(BIVN) – A group of Native Hawaiian community members is offering up an alternative reopening plan, as Hawaiʻi nears the October 15 start of the pre-travel testing program for visitors.
The ‘Āina Aloha Economic Futures (AAEF) group issued a news release on Monday, stressing the value of hoʻokipa in the time of the COVID-19 pandemic.
The AAEF plan has two stages. The first stage would include opening inter-island travel for Hawaiʻi residents. The second stage would open travel to Hawaiʻi for non-resident visitors – in time for the holiday season – as long as the first stage goes well.
The ‘Āina Aloha Economic Futures group has been active since the COVID-19 pandemic began. The group held an online press conference back in May 2020.
Here is the full media release issued Friday by the ‘Āina Aloha Economic Futures:
Hawaiʻi is scheduled to reopen our shores to visitors on October 15. While this plan could provide much needed relief for airlines and hotels that have suffered tremendous economic losses since COVID began, that same relief is not being felt by our own people who have endured even greater losses.
“We need to get it right the first time,” said Ikaika Hussey, one of 14 core organizers of the ʻĀina Aloha Economic Future (AAEF) initiative.
“Without safe jobs, a clear testing protocol, and worker protections, the rush to reopen Hawaiʻi will likely initiate a third and bigger wave of community infections, increased COVID deaths, another shutdown, more business closures, and a reputation as an unsafe, unreliable destination for travelers,” added Hussey.
“But there is a better way, and it begins with the values underpinning a reopening plan,” remarked Noe Noe Wong-Wilson, another of the 14 core AAEF organizers.
The ʻĀina Aloha Economic Futures initiative stresses the value of hoʻokipa, which recognizes that visitors can only be well-hosted by the people of Hawaiʻi when our families and communities are safe, strong, and can exercise our ability to be stewards of our islands.
“Hoʻokipa includes a reciprocal relationship where hosts and visitors have kuleana or responsibility for the well-being of each other. Residents need to trust that visitors are not going to infect us, and visitors need to trust that Hawaiʻi is safe.
“And as local visitors to neighbor islands, we must recognize our responsibility to keep our community safe and understand that in that context, we are the malihini.
“A reopening plan must protect both kamaʻāina and malihini, hosts and visitors, while balancing the need to re-establish opportunities for Hawaiʻi’s businesses to recover from economic hardship, sustain themselves, and in turn for our residents to access gainful employment.
“Opening our doors to residents first then to visitors will help ensure that we can open our doors safely for everyone,” said Wong-Wilson.
The ʻĀina Aloha Economic Futures’ two-stage reopening plan would include:
Stage 1: Starting now
- Continue requiring masks in all public spaces, including public transportation, for anyone over the age of 5.
- Limit the size of group gatherings to 10 or less.
- Open inter-island travel for Hawaiʻi residents.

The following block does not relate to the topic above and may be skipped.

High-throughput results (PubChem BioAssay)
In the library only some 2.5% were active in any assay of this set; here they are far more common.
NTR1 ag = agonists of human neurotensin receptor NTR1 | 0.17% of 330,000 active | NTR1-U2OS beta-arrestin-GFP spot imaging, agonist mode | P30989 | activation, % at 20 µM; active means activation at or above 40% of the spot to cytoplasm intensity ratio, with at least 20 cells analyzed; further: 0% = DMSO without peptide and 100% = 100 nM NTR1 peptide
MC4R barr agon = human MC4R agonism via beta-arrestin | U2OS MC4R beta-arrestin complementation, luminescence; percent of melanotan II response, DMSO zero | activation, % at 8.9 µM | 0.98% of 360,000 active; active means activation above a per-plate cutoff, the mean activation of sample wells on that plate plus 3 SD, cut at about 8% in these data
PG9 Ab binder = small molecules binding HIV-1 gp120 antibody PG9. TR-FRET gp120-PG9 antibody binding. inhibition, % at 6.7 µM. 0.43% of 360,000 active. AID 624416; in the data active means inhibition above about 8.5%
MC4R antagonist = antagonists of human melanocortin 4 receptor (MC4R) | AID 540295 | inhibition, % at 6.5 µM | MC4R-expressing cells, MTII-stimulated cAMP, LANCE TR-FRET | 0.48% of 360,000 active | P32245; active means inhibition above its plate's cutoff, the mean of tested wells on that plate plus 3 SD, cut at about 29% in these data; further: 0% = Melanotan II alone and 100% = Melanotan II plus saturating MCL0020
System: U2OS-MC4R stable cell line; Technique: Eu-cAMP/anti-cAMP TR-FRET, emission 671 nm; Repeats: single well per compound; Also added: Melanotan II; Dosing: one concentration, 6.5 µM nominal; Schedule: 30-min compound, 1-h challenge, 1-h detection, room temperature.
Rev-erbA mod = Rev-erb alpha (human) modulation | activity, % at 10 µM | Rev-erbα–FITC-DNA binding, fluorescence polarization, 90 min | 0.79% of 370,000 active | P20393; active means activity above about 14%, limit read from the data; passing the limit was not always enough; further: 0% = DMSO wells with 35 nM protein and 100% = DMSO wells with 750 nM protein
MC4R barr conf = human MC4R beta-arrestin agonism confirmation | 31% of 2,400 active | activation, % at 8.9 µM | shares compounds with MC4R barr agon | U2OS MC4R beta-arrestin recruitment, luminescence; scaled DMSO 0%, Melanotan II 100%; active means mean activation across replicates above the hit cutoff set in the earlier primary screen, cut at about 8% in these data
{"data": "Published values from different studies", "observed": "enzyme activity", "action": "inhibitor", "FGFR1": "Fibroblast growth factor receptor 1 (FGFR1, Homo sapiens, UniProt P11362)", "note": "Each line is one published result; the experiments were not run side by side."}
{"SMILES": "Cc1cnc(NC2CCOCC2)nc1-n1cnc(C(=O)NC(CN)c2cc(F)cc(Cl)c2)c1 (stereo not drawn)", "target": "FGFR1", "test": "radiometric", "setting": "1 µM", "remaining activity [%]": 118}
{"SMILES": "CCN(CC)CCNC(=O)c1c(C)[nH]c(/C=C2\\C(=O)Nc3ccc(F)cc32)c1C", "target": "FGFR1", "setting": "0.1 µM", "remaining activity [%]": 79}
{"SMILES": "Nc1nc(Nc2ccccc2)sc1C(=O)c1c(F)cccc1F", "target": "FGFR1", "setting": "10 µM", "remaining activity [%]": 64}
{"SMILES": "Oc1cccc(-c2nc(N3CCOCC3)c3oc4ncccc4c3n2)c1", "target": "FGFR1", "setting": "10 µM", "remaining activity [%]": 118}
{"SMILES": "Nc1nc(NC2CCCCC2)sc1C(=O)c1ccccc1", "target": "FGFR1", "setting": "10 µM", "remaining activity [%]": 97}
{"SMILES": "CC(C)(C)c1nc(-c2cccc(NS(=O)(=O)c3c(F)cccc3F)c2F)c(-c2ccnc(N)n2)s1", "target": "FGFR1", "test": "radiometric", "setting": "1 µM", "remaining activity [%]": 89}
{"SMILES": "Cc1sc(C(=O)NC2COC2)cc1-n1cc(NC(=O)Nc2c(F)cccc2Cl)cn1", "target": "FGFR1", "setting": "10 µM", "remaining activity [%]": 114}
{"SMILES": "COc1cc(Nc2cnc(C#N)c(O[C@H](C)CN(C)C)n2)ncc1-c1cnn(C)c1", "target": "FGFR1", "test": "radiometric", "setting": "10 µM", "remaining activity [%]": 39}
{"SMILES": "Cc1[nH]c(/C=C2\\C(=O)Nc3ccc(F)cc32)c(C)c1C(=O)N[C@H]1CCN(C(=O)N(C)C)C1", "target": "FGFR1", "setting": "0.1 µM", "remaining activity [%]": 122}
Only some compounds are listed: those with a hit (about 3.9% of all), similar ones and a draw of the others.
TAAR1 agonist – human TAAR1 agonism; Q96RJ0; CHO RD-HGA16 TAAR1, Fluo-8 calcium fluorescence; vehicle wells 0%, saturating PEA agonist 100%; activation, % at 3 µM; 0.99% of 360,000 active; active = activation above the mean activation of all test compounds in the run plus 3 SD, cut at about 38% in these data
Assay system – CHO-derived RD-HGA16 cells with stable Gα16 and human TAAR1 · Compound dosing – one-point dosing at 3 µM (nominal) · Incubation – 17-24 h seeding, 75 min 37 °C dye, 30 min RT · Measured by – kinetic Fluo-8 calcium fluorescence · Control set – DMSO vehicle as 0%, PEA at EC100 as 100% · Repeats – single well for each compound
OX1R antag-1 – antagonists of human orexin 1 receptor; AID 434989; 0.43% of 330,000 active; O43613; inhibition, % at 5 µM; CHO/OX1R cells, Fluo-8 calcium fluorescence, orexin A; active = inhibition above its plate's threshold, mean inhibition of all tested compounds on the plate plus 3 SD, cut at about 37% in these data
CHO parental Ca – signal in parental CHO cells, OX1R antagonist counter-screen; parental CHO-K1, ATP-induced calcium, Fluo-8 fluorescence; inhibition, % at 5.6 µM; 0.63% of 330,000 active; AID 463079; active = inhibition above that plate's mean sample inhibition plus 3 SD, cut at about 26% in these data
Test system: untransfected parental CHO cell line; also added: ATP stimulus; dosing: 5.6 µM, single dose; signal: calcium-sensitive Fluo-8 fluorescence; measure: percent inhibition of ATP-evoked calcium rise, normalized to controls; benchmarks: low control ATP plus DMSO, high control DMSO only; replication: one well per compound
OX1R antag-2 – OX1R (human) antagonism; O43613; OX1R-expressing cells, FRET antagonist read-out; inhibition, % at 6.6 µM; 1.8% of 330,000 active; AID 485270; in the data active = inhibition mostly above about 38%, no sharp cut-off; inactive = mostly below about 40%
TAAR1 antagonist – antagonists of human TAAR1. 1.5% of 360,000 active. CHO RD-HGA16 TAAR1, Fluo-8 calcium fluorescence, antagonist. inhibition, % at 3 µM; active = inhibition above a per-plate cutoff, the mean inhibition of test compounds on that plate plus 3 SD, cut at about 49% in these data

- Implement rapid testing and temperature checks upon departure at all airports.
- Remove the 14-day quarantine on neighbor islands for Hawaiʻi residents.
- Allow restaurants, bars, retail shops, gyms, and personal grooming services to reopen, if they implement procedures to maintain limited occupancies and safe distances among patrons.
- Open beaches, trails, and public parks with safe distance guidelines.
- Continue an aggressive public information campaign to remind everyone of the need to remain vigilant and avoid spreading COVID-19. If small outbreaks occur, inform the community immediately, and announce when proper cleaning procedures have been implemented so the businesses can successfully resume.
- Require hotels to develop science-based safety standards to guard against the transmission of COVID-19, and to submit their safety plans to the State of Hawaii. The State should enforce these plans, and there should be a process for workers and the public to inspect facilities and ensure compliance on a regular basis.
Stage 2: Following successful Stage 1 implementation
- If inter-island travel does not create new waves of outbreaks, open Hawaiʻi to non-Hawaiʻi resident visitors in time for the holiday season.
- Require visitors to demonstrate a negative test result within three days of departure before being allowed to board flights to Hawaiʻi.
- Implement a second round of rapid testing and temperature checks upon arrival at all airports.
- As hotels re-open, they should restore jobs and maintain key safety protocols such as daily room cleaning.
“The above two-stage plan would ensure that Hawaiʻi’s businesses, workers, residents, and visitors can all enjoy a safer, more reliable, and successful reopening of Hawaiʻi,” said Hussey in the AAEF media release.
“It’s a balanced plan that embodies the full-breadth of what hoʻokipa truly means,” said Wong-Wilson.
The ‘Āina Aloha Economic Futures declaration was drafted by a group of Native Hawaiian community members: Amy Kalili, Davis Price, Ikaika Hussey, Joseph Lapilio, Kalani Kaʻanāʻanā, Kamana Beamer, Ph.D., Kēhaunani Abad, Ph.D., Keoni Lee, Lanakila Mangauil, Mahinapoepoe Paishon-Duarte, Nāʻālehu Anthony, Noe Noe Wong-Wilson, Ph.D., Ryan Gonzalez, and Ulalia Woodside, the AAEF website says.